This highly original new book by a leading Shakespeare expert and cultural critic argues controversially that the ‘samurai Shakespeare’ of the Japanese cinematic and theatrical masterpiece-makers Akira Kurosawa and Yukio Ninagawa represents the greatest achievement of Japanese Shakespeare reproduction. Holderness argues that ‘samurai Shakespeare’ is both consistent with our own western engagement with Japan, and true to the spirit of Japanese culture. 

Shakespeare was an exact contemporary of Tokugawa Ieyasu. Yet when he was first imported into Japan, in the late 19th century and early 20th centuries, the plays were performed in contemporary dress, not in the conventional British historical styles, and received as the modern counterpart of Ibsen and Shaw, Gorky and Chekhov.

Today in Japan the Edo past is lovingly preserved, reproduced and displayed. Almost 30 million international tourists enter Japan each year to visit the old capitals of Kyoto and Nara, drawn by the magic of Edo castles, ancient temples, swords and samurai, geishas and sumo, maple leaves and cherry blossom. At the same time Japan represents itself as a society of ultra-modernity, free from the burdens of the past. This book examines why and how early Japanese Shakespeare was assimilated to the modernising and westernising tendencies of the Meiji regime, and kept well away from that very recent but dangerous feudal past of Edo Japan to which at least some of the plays should surely have been seen to belong.  

When Shakespeare was finally integrated with the Edo past, it was to a contradictory mixture of acclaim and condemnation. In 1957 Akira Kurosawa released his great film Kumonosujo, known in the west as Throne of Blood, where the plot of Macbeth, without Shakespeare’s language, is brilliantly relocated to feudal Japan, and which has been described variously as ‘the most complete translation of Shakespeare into film’ and as ‘not really Shakespeare at all’. Kurosawa followed Kumonosujo much later in 1985 with his samurai version of King Lear, Ran. In the theatre Yukio Ninagawa staged in 1980 what is perhaps the greatest ever Japanese production of Shakespeare, his Macbeth set in mediaeval Japan. Ninagawa produced The Tempest in an equally traditional style, as ‘A Rehearsal of a Noh Play on the Island of Sado’ (the island to which Zeami, the great playwright of Noh, was exiled). Across a period of 30 years (1957-1987) these great theatre and cinema artists finally resolved the conflicts between Shakespeare and Japan by setting the plays back into their own beloved but disputed past. These ‘Samurai Shakespeare’ productions were initially received in the west and in Japan with enthusiasm, though not without some critical reflection on the dangers of ‘exoticism’ and ‘orientalism.’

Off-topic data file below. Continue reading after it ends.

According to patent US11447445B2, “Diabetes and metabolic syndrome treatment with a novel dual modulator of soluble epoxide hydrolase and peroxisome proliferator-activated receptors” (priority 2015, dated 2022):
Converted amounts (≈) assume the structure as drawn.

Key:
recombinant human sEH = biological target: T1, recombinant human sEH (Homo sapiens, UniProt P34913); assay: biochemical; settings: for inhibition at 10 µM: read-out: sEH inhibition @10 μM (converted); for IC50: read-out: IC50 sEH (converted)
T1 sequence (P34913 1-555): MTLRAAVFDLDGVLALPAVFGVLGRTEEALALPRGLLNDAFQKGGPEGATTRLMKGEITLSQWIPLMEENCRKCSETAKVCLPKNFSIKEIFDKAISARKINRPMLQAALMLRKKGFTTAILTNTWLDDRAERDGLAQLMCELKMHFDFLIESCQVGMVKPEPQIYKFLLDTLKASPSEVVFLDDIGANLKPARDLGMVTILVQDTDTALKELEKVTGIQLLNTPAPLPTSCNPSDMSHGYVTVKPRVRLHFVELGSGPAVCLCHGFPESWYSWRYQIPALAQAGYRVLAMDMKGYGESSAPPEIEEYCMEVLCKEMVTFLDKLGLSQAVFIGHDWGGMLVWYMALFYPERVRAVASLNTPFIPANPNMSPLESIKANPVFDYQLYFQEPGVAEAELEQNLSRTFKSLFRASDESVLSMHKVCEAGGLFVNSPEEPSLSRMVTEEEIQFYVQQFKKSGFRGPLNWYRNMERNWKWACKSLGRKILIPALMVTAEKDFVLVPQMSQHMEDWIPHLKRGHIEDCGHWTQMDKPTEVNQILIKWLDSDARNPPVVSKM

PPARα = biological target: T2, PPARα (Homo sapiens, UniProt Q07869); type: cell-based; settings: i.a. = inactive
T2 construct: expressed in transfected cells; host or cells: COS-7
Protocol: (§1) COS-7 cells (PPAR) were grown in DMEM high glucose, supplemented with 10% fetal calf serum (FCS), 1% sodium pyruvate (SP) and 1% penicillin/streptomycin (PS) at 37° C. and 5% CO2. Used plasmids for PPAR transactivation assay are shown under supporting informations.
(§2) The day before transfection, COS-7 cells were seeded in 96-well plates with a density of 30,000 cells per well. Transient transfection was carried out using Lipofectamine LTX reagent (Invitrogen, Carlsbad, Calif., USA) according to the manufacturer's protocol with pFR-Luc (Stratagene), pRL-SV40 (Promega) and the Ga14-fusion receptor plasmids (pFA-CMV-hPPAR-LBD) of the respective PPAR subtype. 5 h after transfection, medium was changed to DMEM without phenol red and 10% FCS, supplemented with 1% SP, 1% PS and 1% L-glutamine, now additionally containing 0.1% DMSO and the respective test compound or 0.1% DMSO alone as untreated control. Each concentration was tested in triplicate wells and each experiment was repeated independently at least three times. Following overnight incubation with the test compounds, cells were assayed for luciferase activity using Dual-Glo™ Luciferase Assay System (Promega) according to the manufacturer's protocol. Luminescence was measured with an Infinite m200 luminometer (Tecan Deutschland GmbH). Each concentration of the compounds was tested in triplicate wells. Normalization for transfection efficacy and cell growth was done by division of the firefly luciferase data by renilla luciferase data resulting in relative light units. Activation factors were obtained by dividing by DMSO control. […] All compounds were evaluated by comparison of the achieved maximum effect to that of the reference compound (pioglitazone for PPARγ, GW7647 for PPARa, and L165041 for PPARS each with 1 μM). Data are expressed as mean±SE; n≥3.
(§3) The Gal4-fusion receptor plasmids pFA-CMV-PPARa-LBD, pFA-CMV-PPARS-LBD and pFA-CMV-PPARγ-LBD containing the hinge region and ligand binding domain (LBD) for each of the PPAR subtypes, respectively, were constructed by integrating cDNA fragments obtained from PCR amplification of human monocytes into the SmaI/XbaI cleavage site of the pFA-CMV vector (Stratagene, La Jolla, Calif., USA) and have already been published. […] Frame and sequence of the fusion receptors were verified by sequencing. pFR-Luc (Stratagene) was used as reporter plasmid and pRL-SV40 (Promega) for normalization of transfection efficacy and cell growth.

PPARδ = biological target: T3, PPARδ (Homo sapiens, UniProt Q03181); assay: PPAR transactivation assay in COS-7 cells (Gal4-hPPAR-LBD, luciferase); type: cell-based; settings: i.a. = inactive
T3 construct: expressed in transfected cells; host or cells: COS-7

However, after this great florescence of ‘samurai Shakespeare’ (1957-1987), the theatre in Japan returned to its Shingeki roots, preferring modernity to tradition. The phenomenon of Edo Shakespeare became a definitive cultural moment, and many subsequent productions allude or pay homage to the work of Fukuda, Kurosawa and Ninagawa. However ultra-modern a Japanese Shakespeare production may be, it has had the facility to acknowledge the country’s own past as one of Shakespeare’s multiple global histories. At the same time ‘Samurai Shakespeare’ can be found alive and well in other Japanese media, especially Manga.

This is an important study of the complexity and contradictions of crucial cultural and historical moments in Japanese history, and in the relations between Japan and the West.


Introduction: Shakespeare and Japan

1          ‘Show me a samurai’: western admiration of Edo culture, 1890-1900.

2          Modernity and tradition in Japanese theatre 1900-1957.

3          Tsuneari Fukuda

4          Akira Kurosawa

5          Yukio Ninagawa

6          ‘Samurai Shakespeare’ in Japanese theatre 1980-2000.

7          Conclusion: Manga Shakespeare.

c. 256 pp. 12 illustrations, six of which in colour.